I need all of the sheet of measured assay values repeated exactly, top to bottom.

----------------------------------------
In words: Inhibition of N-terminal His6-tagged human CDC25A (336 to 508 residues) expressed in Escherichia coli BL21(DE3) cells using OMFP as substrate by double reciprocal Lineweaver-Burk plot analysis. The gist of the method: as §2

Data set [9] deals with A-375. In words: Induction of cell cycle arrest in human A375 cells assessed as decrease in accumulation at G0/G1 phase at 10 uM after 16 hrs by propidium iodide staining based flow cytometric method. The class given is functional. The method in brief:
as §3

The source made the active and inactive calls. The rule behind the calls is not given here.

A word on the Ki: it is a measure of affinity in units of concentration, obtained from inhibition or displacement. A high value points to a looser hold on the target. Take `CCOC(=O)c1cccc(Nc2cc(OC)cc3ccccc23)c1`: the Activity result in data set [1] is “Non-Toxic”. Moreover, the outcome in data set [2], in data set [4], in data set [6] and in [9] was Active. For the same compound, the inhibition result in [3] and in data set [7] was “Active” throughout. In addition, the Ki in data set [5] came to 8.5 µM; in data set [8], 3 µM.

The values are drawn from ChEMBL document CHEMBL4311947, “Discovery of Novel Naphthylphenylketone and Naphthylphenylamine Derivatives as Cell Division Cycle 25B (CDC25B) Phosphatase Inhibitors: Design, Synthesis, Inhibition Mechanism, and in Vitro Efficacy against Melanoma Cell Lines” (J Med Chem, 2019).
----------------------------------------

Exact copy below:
In words: Inhibition of N-terminal His6-tagged human CDC25A (336 to 508 residues) expressed in Escherichia coli BL21(DE3) cells using OMFP as substrate by double reciprocal Lineweaver-Burk plot analysis. The gist of the method: as §2

Data set [9] deals with A-375. In words: Induction of cell cycle arrest in human A375 cells assessed as decrease in accumulation at G0/G1 phase at 10 uM after 16 hrs by propidium iodide staining based flow cytometric method. The class given is functional. The method in brief:
as §3

The source made the active and inactive calls. The rule behind the calls is not given here.

A word on the Ki: it is a measure of affinity in units of concentration, obtained from inhibition or displacement. A high value points to a looser hold on the target. Take `CCOC(=O)c1cccc(Nc2cc(OC)cc3ccccc23)c1`: the Activity result in data set [1] is “Non-Toxic”. Moreover, the outcome in data set [2], in data set [4], in data set [6] and in [9] was Active. For the same compound, the inhibition result in [3] and in data set [7] was “Active” throughout. In addition, the Ki in data set [5] came to 8.5 µM; in data set [8], 3 µM.

The values are drawn from ChEMBL document CHEMBL4311947, “Discovery of Novel Naphthylphenylketone and Naphthylphenylamine Derivatives as Cell Division Cycle 25B (CDC25B) Phosphatase Inhibitors: Design, Synthesis, Inhibition Mechanism, and in Vitro Efficacy against Melanoma Cell Lines” (J Med Chem, 2019).